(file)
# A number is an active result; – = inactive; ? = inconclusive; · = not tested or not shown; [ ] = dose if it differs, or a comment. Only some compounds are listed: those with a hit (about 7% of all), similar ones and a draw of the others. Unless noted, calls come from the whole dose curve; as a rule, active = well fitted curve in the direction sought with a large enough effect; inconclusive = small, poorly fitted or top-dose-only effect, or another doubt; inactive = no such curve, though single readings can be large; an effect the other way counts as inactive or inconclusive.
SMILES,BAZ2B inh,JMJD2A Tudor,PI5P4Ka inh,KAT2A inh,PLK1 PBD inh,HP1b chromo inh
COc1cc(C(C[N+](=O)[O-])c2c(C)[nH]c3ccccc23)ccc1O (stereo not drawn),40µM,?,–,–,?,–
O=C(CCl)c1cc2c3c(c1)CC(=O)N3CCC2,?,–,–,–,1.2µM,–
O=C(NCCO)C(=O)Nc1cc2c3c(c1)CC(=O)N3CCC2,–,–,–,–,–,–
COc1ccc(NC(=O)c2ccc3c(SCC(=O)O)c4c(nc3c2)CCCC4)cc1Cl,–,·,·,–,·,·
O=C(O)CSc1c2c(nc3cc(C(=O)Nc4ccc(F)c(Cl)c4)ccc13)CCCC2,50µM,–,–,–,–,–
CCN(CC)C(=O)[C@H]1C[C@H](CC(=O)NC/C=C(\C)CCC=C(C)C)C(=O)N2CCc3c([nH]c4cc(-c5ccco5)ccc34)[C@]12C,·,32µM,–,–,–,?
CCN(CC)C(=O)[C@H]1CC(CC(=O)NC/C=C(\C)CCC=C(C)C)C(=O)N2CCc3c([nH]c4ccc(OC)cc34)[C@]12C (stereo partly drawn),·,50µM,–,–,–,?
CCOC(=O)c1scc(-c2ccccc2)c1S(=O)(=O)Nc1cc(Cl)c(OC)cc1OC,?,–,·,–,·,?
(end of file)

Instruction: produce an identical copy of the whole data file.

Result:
# A number is an active result; – = inactive; ? = inconclusive; · = not tested or not shown; [ ] = dose if it differs, or a comment. Only some compounds are listed: those with a hit (about 7% of all), similar ones and a draw of the others. Unless noted, calls come from the whole dose curve; as a rule, active = well fitted curve in the direction sought with a large enough effect; inconclusive = small, poorly fitted or top-dose-only effect, or another doubt; inactive = no such curve, though single readings can be large; an effect the other way counts as inactive or inconclusive.
SMILES,BAZ2B inh,JMJD2A Tudor,PI5P4Ka inh,KAT2A inh,PLK1 PBD inh,HP1b chromo inh
COc1cc(C(C[N+](=O)[O-])c2c(C)[nH]c3ccccc23)ccc1O (stereo not drawn),40µM,?,–,–,?,–
O=C(CCl)c1cc2c3c(c1)CC(=O)N3CCC2,?,–,–,–,1.2µM,–
O=C(NCCO)C(=O)Nc1cc2c3c(c1)CC(=O)N3CCC2,–,–,–,–,–,–
COc1ccc(NC(=O)c2ccc3c(SCC(=O)O)c4c(nc3c2)CCCC4)cc1Cl,–,·,·,–,·,·
O=C(O)CSc1c2c(nc3cc(C(=O)Nc4ccc(F)c(Cl)c4)ccc13)CCCC2,50µM,–,–,–,–,–
CCN(CC)C(=O)[C@H]1C[C@H](CC(=O)NC/C=C(\C)CCC=C(C)C)C(=O)N2CCc3c([nH]c4cc(-c5ccco5)ccc34)[C@]12C,·,32µM,–,–,–,?
CCN(CC)C(=O)[C@H]1CC(CC(=O)NC/C=C(\C)CCC=C(C)C)C(=O)N2CCc3c([nH]c4ccc(OC)cc34)[C@]12C (stereo partly drawn),·,50µM,–,–,–,?
CCOC(=O)c1scc(-c2ccccc2)c1S(=O)(=O)Nc1cc(Cl)c(OC)cc1OC,?,–,·,–,·,?